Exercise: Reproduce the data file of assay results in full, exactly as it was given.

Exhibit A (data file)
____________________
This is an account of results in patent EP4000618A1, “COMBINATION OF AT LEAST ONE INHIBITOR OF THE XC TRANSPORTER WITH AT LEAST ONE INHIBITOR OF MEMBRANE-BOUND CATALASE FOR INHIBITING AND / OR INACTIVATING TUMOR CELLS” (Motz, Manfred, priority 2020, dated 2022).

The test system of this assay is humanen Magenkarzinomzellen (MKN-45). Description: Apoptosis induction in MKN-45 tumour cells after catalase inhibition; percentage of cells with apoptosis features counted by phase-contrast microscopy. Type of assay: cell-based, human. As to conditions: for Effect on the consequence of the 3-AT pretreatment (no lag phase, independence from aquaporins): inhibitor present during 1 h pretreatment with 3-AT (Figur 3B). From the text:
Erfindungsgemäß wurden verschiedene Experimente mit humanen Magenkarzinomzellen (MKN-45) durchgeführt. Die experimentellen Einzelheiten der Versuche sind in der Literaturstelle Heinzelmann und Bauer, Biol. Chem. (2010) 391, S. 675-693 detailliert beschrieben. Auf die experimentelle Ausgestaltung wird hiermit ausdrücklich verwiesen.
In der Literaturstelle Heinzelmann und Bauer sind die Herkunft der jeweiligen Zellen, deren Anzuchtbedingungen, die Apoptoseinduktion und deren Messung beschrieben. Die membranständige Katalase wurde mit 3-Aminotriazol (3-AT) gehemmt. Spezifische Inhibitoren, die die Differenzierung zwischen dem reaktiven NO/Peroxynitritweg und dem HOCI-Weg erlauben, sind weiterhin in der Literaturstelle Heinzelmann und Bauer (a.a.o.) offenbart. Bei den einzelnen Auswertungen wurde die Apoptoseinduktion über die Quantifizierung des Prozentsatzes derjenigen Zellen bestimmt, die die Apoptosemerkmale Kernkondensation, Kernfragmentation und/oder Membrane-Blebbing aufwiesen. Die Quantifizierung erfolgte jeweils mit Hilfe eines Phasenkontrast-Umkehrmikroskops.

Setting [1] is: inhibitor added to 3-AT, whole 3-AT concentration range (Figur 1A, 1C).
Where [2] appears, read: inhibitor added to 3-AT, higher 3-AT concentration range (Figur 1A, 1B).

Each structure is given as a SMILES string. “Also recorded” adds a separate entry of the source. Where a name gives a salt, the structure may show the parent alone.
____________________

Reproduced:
This is an account of results in patent EP4000618A1, “COMBINATION OF AT LEAST ONE INHIBITOR OF THE XC TRANSPORTER WITH AT LEAST ONE INHIBITOR OF MEMBRANE-BOUND CATALASE FOR INHIBITING AND / OR INACTIVATING TUMOR CELLS” (Motz, Manfred, priority 2020, dated 2022).

The test system of this assay is humanen Magenkarzinomzellen (MKN-45). Description: Apoptosis induction in MKN-45 tumour cells after catalase inhibition; percentage of cells with apoptosis features counted by phase-contrast microscopy. Type of assay: cell-based, human. As to conditions: for Effect on the consequence of the 3-AT pretreatment (no lag phase, independence from aquaporins): inhibitor present during 1 h pretreatment with 3-AT (Figur 3B). From the text:
Erfindungsgemäß wurden verschiedene Experimente mit humanen Magenkarzinomzellen (MKN-45) durchgeführt. Die experimentellen Einzelheiten der Versuche sind in der Literaturstelle Heinzelmann und Bauer, Biol. Chem. (2010) 391, S. 675-693 detailliert beschrieben. Auf die experimentelle Ausgestaltung wird hiermit ausdrücklich verwiesen.
In der Literaturstelle Heinzelmann und Bauer sind die Herkunft der jeweiligen Zellen, deren Anzuchtbedingungen, die Apoptoseinduktion und deren Messung beschrieben. Die membranständige Katalase wurde mit 3-Aminotriazol (3-AT) gehemmt. Spezifische Inhibitoren, die die Differenzierung zwischen dem reaktiven NO/Peroxynitritweg und dem HOCI-Weg erlauben, sind weiterhin in der Literaturstelle Heinzelmann und Bauer (a.a.o.) offenbart. Bei den einzelnen Auswertungen wurde die Apoptoseinduktion über die Quantifizierung des Prozentsatzes derjenigen Zellen bestimmt, die die Apoptosemerkmale Kernkondensation, Kernfragmentation und/oder Membrane-Blebbing aufwiesen. Die Quantifizierung erfolgte jeweils mit Hilfe eines Phasenkontrast-Umkehrmikroskops.

Setting [1] is: inhibitor added to 3-AT, whole 3-AT concentration range (Figur 1A, 1C).
Where [2] appears, read: inhibitor added to 3-AT, higher 3-AT concentration range (Figur 1A, 1B).

Each structure is given as a SMILES string. “Also recorded” adds a separate entry of the source. Where a name gives a salt, the structure may show the parent alone.